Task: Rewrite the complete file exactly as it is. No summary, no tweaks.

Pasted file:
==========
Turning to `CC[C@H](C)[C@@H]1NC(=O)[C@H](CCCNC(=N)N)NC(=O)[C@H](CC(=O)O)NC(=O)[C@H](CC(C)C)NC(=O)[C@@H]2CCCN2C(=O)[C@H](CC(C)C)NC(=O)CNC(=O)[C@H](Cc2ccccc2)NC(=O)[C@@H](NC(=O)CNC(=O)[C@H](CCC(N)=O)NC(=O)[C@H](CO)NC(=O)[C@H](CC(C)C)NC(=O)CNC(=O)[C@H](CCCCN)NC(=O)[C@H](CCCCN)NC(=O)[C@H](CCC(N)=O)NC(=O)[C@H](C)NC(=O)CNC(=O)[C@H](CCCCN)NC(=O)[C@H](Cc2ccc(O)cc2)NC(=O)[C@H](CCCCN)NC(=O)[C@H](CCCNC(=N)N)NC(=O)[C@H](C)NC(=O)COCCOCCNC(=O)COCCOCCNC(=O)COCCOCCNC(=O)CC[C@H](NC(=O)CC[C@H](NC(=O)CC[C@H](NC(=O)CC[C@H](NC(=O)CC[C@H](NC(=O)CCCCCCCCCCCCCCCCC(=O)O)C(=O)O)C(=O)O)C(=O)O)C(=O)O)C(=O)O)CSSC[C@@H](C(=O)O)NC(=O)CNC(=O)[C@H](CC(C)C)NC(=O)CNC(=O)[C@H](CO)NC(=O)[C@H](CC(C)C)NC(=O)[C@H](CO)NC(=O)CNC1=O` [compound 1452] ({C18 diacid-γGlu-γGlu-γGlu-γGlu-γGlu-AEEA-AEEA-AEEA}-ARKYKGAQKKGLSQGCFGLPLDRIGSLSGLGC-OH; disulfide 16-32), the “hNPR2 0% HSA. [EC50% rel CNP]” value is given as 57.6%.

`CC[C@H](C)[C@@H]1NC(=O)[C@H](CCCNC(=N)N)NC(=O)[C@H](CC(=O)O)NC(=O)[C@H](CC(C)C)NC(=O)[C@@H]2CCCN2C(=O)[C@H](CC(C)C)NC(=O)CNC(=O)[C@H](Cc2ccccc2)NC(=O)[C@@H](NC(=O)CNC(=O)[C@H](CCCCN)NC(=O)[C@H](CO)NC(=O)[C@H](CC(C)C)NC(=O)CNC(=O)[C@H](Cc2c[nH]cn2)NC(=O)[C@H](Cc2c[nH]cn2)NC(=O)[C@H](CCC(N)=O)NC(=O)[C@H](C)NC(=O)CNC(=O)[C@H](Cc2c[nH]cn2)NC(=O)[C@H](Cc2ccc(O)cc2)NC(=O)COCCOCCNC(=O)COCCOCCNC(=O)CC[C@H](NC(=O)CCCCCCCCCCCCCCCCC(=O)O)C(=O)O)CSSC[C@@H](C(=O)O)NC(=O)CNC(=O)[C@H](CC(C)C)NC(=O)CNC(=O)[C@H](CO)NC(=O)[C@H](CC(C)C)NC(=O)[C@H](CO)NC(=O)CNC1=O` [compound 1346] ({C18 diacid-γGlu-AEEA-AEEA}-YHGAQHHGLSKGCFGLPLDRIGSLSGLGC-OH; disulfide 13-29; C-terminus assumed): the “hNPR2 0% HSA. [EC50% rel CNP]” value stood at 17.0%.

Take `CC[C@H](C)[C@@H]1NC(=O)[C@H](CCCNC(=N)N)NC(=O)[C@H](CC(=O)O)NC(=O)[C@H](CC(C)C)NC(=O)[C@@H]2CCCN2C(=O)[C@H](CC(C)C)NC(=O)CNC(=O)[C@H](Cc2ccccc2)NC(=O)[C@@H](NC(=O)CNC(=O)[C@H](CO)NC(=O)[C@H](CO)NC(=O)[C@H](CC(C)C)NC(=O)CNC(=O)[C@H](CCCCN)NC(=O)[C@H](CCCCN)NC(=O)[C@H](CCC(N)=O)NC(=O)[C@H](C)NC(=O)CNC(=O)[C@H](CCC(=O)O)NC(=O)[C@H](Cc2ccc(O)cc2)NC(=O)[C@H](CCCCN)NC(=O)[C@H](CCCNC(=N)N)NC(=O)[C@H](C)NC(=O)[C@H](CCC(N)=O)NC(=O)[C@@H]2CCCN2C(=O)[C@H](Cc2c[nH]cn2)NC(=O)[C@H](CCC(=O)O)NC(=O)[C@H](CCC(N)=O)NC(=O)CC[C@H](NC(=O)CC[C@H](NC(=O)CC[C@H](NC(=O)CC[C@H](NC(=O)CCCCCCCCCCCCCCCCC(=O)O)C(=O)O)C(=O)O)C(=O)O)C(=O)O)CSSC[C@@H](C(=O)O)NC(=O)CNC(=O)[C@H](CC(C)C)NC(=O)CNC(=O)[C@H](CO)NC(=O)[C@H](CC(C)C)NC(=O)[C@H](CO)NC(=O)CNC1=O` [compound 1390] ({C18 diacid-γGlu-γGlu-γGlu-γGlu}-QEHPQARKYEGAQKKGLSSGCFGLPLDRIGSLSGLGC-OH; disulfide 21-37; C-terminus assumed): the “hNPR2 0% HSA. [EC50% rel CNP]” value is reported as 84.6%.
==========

Turning to `CC[C@H](C)[C@@H]1NC(=O)[C@H](CCCNC(=N)N)NC(=O)[C@H](CC(=O)O)NC(=O)[C@H](CC(C)C)NC(=O)[C@@H]2CCCN2C(=O)[C@H](CC(C)C)NC(=O)CNC(=O)[C@H](Cc2ccccc2)NC(=O)[C@@H](NC(=O)CNC(=O)[C@H](CCC(N)=O)NC(=O)[C@H](CO)NC(=O)[C@H](CC(C)C)NC(=O)CNC(=O)[C@H](CCCCN)NC(=O)[C@H](CCCCN)NC(=O)[C@H](CCC(N)=O)NC(=O)[C@H](C)NC(=O)CNC(=O)[C@H](CCCCN)NC(=O)[C@H](Cc2ccc(O)cc2)NC(=O)[C@H](CCCCN)NC(=O)[C@H](CCCNC(=N)N)NC(=O)[C@H](C)NC(=O)COCCOCCNC(=O)COCCOCCNC(=O)COCCOCCNC(=O)CC[C@H](NC(=O)CC[C@H](NC(=O)CC[C@H](NC(=O)CC[C@H](NC(=O)CC[C@H](NC(=O)CCCCCCCCCCCCCCCCC(=O)O)C(=O)O)C(=O)O)C(=O)O)C(=O)O)C(=O)O)CSSC[C@@H](C(=O)O)NC(=O)CNC(=O)[C@H](CC(C)C)NC(=O)CNC(=O)[C@H](CO)NC(=O)[C@H](CC(C)C)NC(=O)[C@H](CO)NC(=O)CNC1=O` [compound 1452] ({C18 diacid-γGlu-γGlu-γGlu-γGlu-γGlu-AEEA-AEEA-AEEA}-ARKYKGAQKKGLSQGCFGLPLDRIGSLSGLGC-OH; disulfide 16-32), the “hNPR2 0% HSA. [EC50% rel CNP]” value is given as 57.6%.

`CC[C@H](C)[C@@H]1NC(=O)[C@H](CCCNC(=N)N)NC(=O)[C@H](CC(=O)O)NC(=O)[C@H](CC(C)C)NC(=O)[C@@H]2CCCN2C(=O)[C@H](CC(C)C)NC(=O)CNC(=O)[C@H](Cc2ccccc2)NC(=O)[C@@H](NC(=O)CNC(=O)[C@H](CCCCN)NC(=O)[C@H](CO)NC(=O)[C@H](CC(C)C)NC(=O)CNC(=O)[C@H](Cc2c[nH]cn2)NC(=O)[C@H](Cc2c[nH]cn2)NC(=O)[C@H](CCC(N)=O)NC(=O)[C@H](C)NC(=O)CNC(=O)[C@H](Cc2c[nH]cn2)NC(=O)[C@H](Cc2ccc(O)cc2)NC(=O)COCCOCCNC(=O)COCCOCCNC(=O)CC[C@H](NC(=O)CCCCCCCCCCCCCCCCC(=O)O)C(=O)O)CSSC[C@@H](C(=O)O)NC(=O)CNC(=O)[C@H](CC(C)C)NC(=O)CNC(=O)[C@H](CO)NC(=O)[C@H](CC(C)C)NC(=O)[C@H](CO)NC(=O)CNC1=O` [compound 1346] ({C18 diacid-γGlu-AEEA-AEEA}-YHGAQHHGLSKGCFGLPLDRIGSLSGLGC-OH; disulfide 13-29; C-terminus assumed): the “hNPR2 0% HSA. [EC50% rel CNP]” value stood at 17.0%.

Take `CC[C@H](C)[C@@H]1NC(=O)[C@H](CCCNC(=N)N)NC(=O)[C@H](CC(=O)O)NC(=O)[C@H](CC(C)C)NC(=O)[C@@H]2CCCN2C(=O)[C@H](CC(C)C)NC(=O)CNC(=O)[C@H](Cc2ccccc2)NC(=O)[C@@H](NC(=O)CNC(=O)[C@H](CO)NC(=O)[C@H](CO)NC(=O)[C@H](CC(C)C)NC(=O)CNC(=O)[C@H](CCCCN)NC(=O)[C@H](CCCCN)NC(=O)[C@H](CCC(N)=O)NC(=O)[C@H](C)NC(=O)CNC(=O)[C@H](CCC(=O)O)NC(=O)[C@H](Cc2ccc(O)cc2)NC(=O)[C@H](CCCCN)NC(=O)[C@H](CCCNC(=N)N)NC(=O)[C@H](C)NC(=O)[C@H](CCC(N)=O)NC(=O)[C@@H]2CCCN2C(=O)[C@H](Cc2c[nH]cn2)NC(=O)[C@H](CCC(=O)O)NC(=O)[C@H](CCC(N)=O)NC(=O)CC[C@H](NC(=O)CC[C@H](NC(=O)CC[C@H](NC(=O)CC[C@H](NC(=O)CCCCCCCCCCCCCCCCC(=O)O)C(=O)O)C(=O)O)C(=O)O)C(=O)O)CSSC[C@@H](C(=O)O)NC(=O)CNC(=O)[C@H](CC(C)C)NC(=O)CNC(=O)[C@H](CO)NC(=O)[C@H](CC(C)C)NC(=O)[C@H](CO)NC(=O)CNC1=O` [compound 1390] ({C18 diacid-γGlu-γGlu-γGlu-γGlu}-QEHPQARKYEGAQKKGLSSGCFGLPLDRIGSLSGLGC-OH; disulfide 21-37; C-terminus assumed): the “hNPR2 0% HSA. [EC50% rel CNP]” value is reported as 84.6%.